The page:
2. In-person with cash by setting up an appointment with our treasurer, Katharyn Stober at email@example.com.
We would love for all Aggie Allies to be wearing them proudly around B/CS and at future Ally events!
When a friend comes out to you
Adapted from a flyer by the Youth Service Bureau of Wellington, Ottawa.
We live in a society that often discriminates against people who are different. We have all been taught to believe that to be "straight" is to be normal. This can cause a great deal of pain for lesbian, gay, and bisexual (LGB) people. "Coming out," or disclosing their orientation to others, is an important step in LGB people’s self-acceptance. Like everyone, LGB people accept themselves better if others accept them.
Someone who is coming out feels close enough to you and trusts you sufficiently to be honest and risk losing you as a friend. It is difficult to know what to say and do to be a supportive friend to someone who has "come out" to you. Below are some suggestions you may wish to follow.
Thank your friend for having the courage to tell you. Choosing to tell you means that they have a great deal of respect and trust for you.
Don’t judge your friend. If you have strong religious or other beliefs about homosexuality, keep them to yourself for now. There will be plenty of time in the future for you to think and talk about your beliefs in light of your friend’s orientation.
Respect your friend’s confidentiality. They probably are not ready to tell others right away and want to tell people in their own way.
Tell your friend that you still care about them, no matter what. Be the friend you have always been. The main fear for people coming out is that their friends and family will reject them.
Don’t be too serious. Sensitively worded humor may ease the tension you are both probably feeling.
Ask any questions you may have, but understand that your friend may not have all the answers. You can save some questions for later or, better yet, you can find some of the answers together.
Include your friend’s partner in plans as much as you would with any other friend.
Be prepared to include your friend in more of your plans. They may have lost the support of other friends and family, and your time and friendship will be even more precious to them. This may include "family" times like holidays or special celebrations.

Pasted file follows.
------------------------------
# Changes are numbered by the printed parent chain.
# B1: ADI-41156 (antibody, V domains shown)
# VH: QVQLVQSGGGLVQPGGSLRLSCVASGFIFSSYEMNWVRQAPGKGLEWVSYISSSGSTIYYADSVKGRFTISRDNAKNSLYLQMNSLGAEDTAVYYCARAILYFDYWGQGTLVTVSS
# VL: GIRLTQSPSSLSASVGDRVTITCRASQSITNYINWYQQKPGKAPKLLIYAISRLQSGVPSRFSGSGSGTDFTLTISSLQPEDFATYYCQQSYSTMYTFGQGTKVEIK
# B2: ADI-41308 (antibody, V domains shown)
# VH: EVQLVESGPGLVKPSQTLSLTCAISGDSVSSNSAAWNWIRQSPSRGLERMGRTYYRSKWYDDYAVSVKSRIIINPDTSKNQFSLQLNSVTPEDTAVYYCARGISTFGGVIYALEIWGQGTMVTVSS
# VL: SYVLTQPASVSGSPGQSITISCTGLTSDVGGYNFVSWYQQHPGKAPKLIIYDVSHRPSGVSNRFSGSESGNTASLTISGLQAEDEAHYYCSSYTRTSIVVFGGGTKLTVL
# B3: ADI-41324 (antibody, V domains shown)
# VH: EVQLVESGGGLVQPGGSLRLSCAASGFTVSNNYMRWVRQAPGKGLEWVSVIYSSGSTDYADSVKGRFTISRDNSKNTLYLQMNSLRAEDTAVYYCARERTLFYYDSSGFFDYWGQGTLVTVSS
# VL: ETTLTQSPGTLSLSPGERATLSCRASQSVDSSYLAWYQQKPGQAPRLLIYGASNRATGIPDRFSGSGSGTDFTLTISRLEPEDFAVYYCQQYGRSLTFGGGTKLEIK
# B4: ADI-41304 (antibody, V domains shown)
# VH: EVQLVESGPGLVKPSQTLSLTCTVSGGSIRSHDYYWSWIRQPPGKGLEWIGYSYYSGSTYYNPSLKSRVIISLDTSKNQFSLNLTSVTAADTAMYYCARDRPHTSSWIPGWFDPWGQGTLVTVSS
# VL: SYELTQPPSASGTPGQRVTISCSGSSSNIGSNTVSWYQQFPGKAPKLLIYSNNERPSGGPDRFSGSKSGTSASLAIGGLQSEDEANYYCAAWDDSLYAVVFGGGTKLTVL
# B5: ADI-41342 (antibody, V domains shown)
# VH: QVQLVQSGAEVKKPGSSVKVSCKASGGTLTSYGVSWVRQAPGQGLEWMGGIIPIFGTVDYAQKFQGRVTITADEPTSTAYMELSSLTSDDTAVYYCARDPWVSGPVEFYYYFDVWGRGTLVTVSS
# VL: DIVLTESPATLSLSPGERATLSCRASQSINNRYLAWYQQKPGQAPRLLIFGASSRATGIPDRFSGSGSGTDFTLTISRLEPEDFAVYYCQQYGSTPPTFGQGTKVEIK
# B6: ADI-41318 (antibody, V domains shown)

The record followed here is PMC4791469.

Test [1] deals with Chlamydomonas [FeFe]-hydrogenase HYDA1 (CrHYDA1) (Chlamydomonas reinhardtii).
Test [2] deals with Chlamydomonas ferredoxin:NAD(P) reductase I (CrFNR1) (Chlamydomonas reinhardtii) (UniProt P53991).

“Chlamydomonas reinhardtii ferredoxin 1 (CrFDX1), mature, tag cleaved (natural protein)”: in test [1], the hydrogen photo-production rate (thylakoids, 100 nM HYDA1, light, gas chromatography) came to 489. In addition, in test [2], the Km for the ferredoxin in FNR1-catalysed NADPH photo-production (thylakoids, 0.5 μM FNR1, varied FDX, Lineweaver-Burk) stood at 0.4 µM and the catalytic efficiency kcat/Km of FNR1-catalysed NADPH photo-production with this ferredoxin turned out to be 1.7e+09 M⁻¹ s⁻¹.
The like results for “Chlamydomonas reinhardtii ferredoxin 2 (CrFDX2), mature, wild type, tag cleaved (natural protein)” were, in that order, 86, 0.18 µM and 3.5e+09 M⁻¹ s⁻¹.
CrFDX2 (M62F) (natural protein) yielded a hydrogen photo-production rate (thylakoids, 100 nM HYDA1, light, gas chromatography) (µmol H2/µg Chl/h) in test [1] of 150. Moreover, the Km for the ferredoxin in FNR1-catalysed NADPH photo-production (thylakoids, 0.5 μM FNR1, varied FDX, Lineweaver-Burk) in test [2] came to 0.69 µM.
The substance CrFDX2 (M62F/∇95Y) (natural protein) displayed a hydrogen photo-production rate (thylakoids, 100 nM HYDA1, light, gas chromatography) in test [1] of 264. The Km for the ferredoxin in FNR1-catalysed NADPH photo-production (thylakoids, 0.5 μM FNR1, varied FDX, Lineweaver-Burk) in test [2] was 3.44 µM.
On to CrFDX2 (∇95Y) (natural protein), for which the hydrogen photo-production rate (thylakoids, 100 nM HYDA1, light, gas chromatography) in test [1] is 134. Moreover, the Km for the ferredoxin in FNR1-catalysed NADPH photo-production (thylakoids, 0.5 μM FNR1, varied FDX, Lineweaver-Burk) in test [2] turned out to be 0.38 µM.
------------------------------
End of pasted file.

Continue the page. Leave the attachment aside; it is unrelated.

Offer and be available to support your friend as they "come out" to others.
Call frequently during the time right after your friend has come out to you. This will let them know you are still friends.
Be prepared for your friend to have mood swings. Coming out can be very traumatic. Anger and depression are common, especially if friends or family have trouble accepting your friend’s orientation. Don’t take mood swings personally. Be flattered you are close enough to risk sharing any feelings of anger or frustration.
Do what you have always done together. Your friend probably feels that coming out will change everything in their life, and this is frightening. If you always go to the movies on Friday, then continue that.
Talk about other LGB people you know. If your friend knows you have accepted someone else, they will feel more comfortable that you will accept them.
Learn about the LGB community. This will allow you to better support your friend, and knowing about their world will help prevent you from drifting apart.
Don’t allow your friend to become isolated. Let them know about organizations and places where they can meet other LGB people or supportive allies.
If your friend seems afraid about people knowing, there may be a good reason. People are sometimes attacked violently because they are perceived as LGB. Sometimes people are discriminated against in such things as housing and employment. If your friend is discriminated against illegally, you can help them in pursuing their rights.
Don’t worry that your friend may have attractions or feelings for you that you may not share. If they have more or different feelings than you have, these can be worked through. It’s the same as if someone of the opposite sex had feelings for you that you don’t share. Either way, it’s probably not worth losing a friend over.
It’s never too late. If someone has come out to you before and you feel badly about how you handled it, you can always go back and try again.